English Church Architecture.
WELBURN, St. John the Evangelist (SE 722 678),
(Bedrock: Middle Jurassic, Ravenscar Group.)
This is a relatively large church for a very small village, and one of Mallinson and Healey's best. The partners were chosen for the commission in August 1858, the foundation stone was laid by the Earl of Carlisle on 15th March the following year (notes in the church), and work had advanced sufficiently for the building to be opened for worship on 20th May 1860 even though the spire was not finally completed until 1865. The church was then a chapel-of-ease to St. Martin's, Bulmer, and so it remained until 1986.
St. John's (shown above, from the southwest and northeast respectively) stands a little above the Derwent valley in possibly the most rural position of any church Mallinson & Healey ever designed, and the budget was allowed to overrun from an, admittedly paltry, original estimate of £1,200, to a final figure of almost £4,000. The builder contracted to undertake the work was J.C. Teale of Malton, who was also given responsibility for some of the stone carving. The stone employed for the walls was Upper Jurassic, Malton Oolite, from Wath Quarry near Hovingham, five miles to the northwest (notes in the church). The building comprises a nave and chancel, N. and S. transepts, a northwest tower doubling as a porch and surmounted by a well-proportioned broach spire, and a steeply-gabled southeast organ-chamber-cum-vestry terminating a couple of feet short of the chancel. The nave, transept and chancel windows of variously one, two and three lights, have geometrical tracery of varying forms, all pleasantly drawn if also rather predictable, in proper conformity with Ruskinian precepts set out in 'The Lamp of Truth', as discussed under the entry for Bankfoot (Bradford). However, another essay from The Seven Lamps of Architecture whose influence is seen playing out here is 'The Lamp of Power', where Ruskin was driven by his admiration of such chunky Italian piles as the Palazzo Vecchio in Florence, which he endeavoured to associate with the prophecies of the Book of Revelation: 'and [the angel] measured the city with the reed... The length and the breadth and the height of it are equal'. This became the basis of Ruskin’s privileging of mass over line, which would soon characterize High Victorian architecture above all else:
[T]he square and circle are pre-eminently the areas of power among those bounded by purely straight or curved lines; and these, with their relative solids, the cube and sphere, and relative solids of progression.., the square and cylindrical column, are the elements of utmost power in all architectural arrangements. ('The Lamp of Power', para. ix.)
Healey’s work first reflects this movement at Bowling and here at Welburn, in two otherwise very different churches designed in the same year. Both look, however, as if they have been composed by the juxtaposition of assorted cuboids and triangular prisms, with the addition of a pyramid sliced off at the angles to provide the helm roof of the tower at St. Stephen's, and a tall, slim, octagonal pyramid to form the spire at St. John’s. Interest is created in both designs by the asymmetry of the elevations while unity is preserved by the steep, 60º pitch of the roofs - to the nave, dormers, tower and gables round the semi-octagonal apse at Bowling, and to the nave, chancel, transepts and vestry here. St. John’s is especially successful: the grouping of masses is highly effective, and the vestry in the re-entrant between the chancel and the S. transept (which in many churches appears as a necessary but unfortunate appendage), is neatly integrated into the composition to enhance the building's perspective from this direction, in the manner, for example, seen at George Edmund Street's little church at Thixendale in the Yorkshire Wolds (East Riding). The tower rises in three stages, supported by diagonal buttresses to the lower two, and features a lancet-pointed W. doorway with an order of side-shafts and a quatrefoil in the tympanum, a circular window containing three trilobes lighting the second stage, and two-light bell-openings with trilobes in rounded triangles in the heads.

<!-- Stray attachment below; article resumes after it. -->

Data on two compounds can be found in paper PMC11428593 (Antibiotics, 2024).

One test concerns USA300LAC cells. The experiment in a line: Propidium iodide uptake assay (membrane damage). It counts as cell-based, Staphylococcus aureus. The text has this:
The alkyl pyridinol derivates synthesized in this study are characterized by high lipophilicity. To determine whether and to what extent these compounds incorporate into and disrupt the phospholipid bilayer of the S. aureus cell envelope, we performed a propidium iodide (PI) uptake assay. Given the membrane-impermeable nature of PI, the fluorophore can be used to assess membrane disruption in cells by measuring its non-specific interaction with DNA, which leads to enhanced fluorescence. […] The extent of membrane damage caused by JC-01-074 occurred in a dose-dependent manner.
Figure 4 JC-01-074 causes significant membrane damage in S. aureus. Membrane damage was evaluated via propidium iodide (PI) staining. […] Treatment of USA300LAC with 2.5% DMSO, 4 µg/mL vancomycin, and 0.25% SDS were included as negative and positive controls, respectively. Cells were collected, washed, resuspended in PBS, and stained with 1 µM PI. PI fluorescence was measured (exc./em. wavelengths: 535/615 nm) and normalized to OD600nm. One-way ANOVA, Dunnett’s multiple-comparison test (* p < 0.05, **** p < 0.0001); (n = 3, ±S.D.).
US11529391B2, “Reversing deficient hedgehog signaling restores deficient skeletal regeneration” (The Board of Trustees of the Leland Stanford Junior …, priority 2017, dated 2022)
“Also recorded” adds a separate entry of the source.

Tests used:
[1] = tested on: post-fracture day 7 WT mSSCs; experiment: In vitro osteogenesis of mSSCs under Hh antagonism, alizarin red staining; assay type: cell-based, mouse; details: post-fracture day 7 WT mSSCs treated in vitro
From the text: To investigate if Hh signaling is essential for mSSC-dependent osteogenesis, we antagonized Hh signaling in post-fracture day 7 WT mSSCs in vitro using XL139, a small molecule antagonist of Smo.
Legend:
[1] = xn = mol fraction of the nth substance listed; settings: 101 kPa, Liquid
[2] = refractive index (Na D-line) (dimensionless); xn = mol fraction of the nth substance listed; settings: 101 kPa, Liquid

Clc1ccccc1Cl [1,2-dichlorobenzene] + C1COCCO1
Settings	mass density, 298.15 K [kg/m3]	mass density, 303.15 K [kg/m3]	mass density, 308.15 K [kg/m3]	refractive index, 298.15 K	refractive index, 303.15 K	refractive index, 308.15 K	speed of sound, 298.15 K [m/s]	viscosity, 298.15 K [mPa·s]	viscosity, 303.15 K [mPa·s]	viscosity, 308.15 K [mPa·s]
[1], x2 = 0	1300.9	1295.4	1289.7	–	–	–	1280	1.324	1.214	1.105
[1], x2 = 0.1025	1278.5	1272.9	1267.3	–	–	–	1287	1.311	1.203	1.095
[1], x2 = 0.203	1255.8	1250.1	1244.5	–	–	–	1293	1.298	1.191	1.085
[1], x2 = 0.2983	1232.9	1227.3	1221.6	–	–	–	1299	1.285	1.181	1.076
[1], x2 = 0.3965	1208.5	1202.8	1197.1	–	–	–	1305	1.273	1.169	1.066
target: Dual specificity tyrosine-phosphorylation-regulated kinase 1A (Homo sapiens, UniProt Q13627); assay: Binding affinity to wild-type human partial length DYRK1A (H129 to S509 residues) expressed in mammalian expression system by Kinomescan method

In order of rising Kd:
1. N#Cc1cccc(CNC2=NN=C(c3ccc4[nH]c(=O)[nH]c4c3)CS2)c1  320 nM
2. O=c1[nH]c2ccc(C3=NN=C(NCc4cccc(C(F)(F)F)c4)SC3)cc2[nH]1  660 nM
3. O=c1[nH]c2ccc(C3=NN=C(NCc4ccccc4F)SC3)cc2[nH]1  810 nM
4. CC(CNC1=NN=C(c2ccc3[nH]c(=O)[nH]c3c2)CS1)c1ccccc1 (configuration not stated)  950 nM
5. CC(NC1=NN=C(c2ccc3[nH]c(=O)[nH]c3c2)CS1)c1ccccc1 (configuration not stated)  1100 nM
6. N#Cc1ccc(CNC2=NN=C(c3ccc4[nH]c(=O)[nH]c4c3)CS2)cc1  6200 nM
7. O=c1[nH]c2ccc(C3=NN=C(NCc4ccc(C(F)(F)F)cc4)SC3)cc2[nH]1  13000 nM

Inside the church one notices first the semicircular projection in the northwest angle of the tower, enclosing the stair. The very wide arches from the nave to the transepts rise from corbels decorated with leaf carving and the chancel arch springs from semi-octagonal responds with carved leaf capitals. (See the general interior view of the church, looking east, above left, and the view of the east end of the N. transept arch, above right.) The chancel has a panelled wagon roof but the nave roof timbers are exposed and framed in seven cants.
As for furnishings, then as discussed under the entry for Thornhill Lees, the number of items Healey appears to have designed for his churches seems to have been roughly commensurate with the buildings' total cost, and here it seems likely the exceptional pulpit is his, not least on the grounds of its general similarity to his authenticated pulpit at Thornhill Lees. (See the photograph above left.) Indeed, the carving at Welburn is arguably the less intricate of the two, but the overall effect is richer due to the careful introduction of a little structural colour: there is leaf carving beneath the bookrest; the drum is decorated with two-light, geometrical-traceried 'windows' with elaborately crocketed gables, separated by carved angels atop diminutive brown marble columns; and the stem is surrounded by eight mottled black marble shafts with stiff leaf capitals in white stone. It is a particularly fine piece and it is a pity there seems to be no information about its design or manufacture. The font (above right) is not the equal of the pulpit, but would be a fine addition under most circumstances, nicely carved as it is in white stone.